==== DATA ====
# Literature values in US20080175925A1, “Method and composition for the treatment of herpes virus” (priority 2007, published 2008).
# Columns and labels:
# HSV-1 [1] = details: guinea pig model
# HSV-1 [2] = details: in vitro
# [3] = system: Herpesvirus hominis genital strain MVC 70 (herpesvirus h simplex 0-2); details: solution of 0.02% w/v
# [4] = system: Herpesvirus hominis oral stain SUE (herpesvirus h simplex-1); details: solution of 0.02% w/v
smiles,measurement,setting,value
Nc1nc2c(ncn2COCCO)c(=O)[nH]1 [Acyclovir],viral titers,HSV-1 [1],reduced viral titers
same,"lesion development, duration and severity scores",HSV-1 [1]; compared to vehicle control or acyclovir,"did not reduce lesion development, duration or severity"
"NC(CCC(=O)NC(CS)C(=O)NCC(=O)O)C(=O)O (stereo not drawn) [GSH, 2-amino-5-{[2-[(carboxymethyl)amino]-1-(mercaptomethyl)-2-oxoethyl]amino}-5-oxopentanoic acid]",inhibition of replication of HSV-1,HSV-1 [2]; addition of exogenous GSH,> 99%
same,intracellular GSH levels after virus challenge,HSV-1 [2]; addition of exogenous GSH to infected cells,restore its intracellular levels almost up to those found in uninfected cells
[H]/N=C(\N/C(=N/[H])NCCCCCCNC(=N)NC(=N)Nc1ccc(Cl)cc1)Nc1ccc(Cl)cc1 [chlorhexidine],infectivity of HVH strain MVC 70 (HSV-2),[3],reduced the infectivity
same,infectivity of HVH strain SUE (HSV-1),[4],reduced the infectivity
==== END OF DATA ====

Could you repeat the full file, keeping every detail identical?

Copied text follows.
# Literature values in US20080175925A1, “Method and composition for the treatment of herpes virus” (priority 2007, published 2008).
# Columns and labels:
# HSV-1 [1] = details: guinea pig model
# HSV-1 [2] = details: in vitro
# [3] = system: Herpesvirus hominis genital strain MVC 70 (herpesvirus h simplex 0-2); details: solution of 0.02% w/v
# [4] = system: Herpesvirus hominis oral stain SUE (herpesvirus h simplex-1); details: solution of 0.02% w/v
smiles,measurement,setting,value
Nc1nc2c(ncn2COCCO)c(=O)[nH]1 [Acyclovir],viral titers,HSV-1 [1],reduced viral titers
same,"lesion development, duration and severity scores",HSV-1 [1]; compared to vehicle control or acyclovir,"did not reduce lesion development, duration or severity"
"NC(CCC(=O)NC(CS)C(=O)NCC(=O)O)C(=O)O (stereo not drawn) [GSH, 2-amino-5-{[2-[(carboxymethyl)amino]-1-(mercaptomethyl)-2-oxoethyl]amino}-5-oxopentanoic acid]",inhibition of replication of HSV-1,HSV-1 [2]; addition of exogenous GSH,> 99%
same,intracellular GSH levels after virus challenge,HSV-1 [2]; addition of exogenous GSH to infected cells,restore its intracellular levels almost up to those found in uninfected cells
[H]/N=C(\N/C(=N/[H])NCCCCCCNC(=N)NC(=N)Nc1ccc(Cl)cc1)Nc1ccc(Cl)cc1 [chlorhexidine],infectivity of HVH strain MVC 70 (HSV-2),[3],reduced the infectivity
same,infectivity of HVH strain SUE (HSV-1),[4],reduced the infectivity